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Foxtails on a cannabis plant refer to an irregular growth where the many small calyxs that typically grow stacked and tight in a long cone structure to create buds, grow outward at an odd shape instead with many long, gangly shoots coming off of what should be tight buds. Foxtailing is usually a disappointment unless the genetics are designed to grow that way, although genetically predisposed foxtails have a very different appearance than foxtails caused by stress.

Foxtails caused by genetics appear as calyxs that “shoot” off the bud but remain close to the main bud, which is a part of the foxtailing process, and all foxtails are uniform, not long, and odd-shaped. These foxtail buds can be just as potent, although many growers still prefer dense, packed buds without the foxtailing effect. Foxtails occur more frequently in Sativa strains with feminized or autoflowers.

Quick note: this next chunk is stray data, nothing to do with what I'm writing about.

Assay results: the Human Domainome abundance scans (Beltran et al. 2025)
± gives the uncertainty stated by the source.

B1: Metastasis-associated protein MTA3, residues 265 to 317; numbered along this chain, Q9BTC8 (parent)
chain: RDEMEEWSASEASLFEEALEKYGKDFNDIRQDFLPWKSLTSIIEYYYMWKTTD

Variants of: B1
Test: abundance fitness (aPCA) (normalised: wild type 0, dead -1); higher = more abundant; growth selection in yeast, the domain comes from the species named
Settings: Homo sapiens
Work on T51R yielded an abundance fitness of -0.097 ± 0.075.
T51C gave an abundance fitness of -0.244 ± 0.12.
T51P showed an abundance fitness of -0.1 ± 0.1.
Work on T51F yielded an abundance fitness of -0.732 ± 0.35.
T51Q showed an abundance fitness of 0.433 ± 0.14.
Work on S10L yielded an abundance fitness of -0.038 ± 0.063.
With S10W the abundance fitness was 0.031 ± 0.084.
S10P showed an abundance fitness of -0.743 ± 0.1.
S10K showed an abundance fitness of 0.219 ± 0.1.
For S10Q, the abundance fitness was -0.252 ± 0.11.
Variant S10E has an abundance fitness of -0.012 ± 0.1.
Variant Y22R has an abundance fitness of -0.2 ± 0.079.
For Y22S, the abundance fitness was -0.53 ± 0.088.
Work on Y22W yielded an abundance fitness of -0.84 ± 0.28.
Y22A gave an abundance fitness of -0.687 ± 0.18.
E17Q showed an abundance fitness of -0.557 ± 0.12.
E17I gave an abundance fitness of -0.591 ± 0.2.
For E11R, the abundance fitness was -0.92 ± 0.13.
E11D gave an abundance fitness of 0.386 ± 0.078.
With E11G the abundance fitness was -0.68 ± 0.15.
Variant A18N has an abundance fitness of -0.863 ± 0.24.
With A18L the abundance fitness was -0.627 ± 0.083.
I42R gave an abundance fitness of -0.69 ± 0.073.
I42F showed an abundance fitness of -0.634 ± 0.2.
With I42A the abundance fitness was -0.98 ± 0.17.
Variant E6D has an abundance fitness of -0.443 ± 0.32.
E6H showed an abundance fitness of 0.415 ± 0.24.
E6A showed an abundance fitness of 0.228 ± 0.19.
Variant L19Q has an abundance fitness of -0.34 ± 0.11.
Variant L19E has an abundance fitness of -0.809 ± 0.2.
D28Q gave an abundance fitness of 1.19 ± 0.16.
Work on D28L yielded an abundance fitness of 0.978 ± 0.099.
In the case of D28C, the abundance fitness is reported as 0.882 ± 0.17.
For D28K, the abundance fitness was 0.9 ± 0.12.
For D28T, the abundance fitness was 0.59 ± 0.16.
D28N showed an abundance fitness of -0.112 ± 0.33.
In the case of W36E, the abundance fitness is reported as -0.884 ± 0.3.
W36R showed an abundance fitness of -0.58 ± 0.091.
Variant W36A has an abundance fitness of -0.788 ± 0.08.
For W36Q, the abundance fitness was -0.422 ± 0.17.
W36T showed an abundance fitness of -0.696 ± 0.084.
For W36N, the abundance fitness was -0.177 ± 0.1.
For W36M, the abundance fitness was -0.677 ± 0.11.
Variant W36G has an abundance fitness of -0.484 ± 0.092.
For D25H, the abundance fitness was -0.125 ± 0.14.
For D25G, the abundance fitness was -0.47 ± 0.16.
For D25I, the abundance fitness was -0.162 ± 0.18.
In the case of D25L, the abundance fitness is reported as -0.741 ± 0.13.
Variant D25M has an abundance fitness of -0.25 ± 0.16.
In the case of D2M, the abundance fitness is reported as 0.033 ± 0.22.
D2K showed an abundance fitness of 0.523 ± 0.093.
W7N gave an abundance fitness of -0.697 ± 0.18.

The biggest cause of foxtailing is stress from excessive light and heat. Adjust the lighting as your plants grow, as lights that are too close or too intense to your buds could cause foxtailing. If you notice upper leaves changing color to yellow or white, this is an early sign of light stress when the leaves remain relatively strong as opposed to wilting, yellowing leaves, which is a sign of nitrogen deficiency.

Other causes could be harmful microbes, uncontrolled pH, and stressful growing conditions. Constantly check your heat and light, pH, and microbial balance, and make sure your plants have plenty of space to avoid root stress to help prevent foxtailing.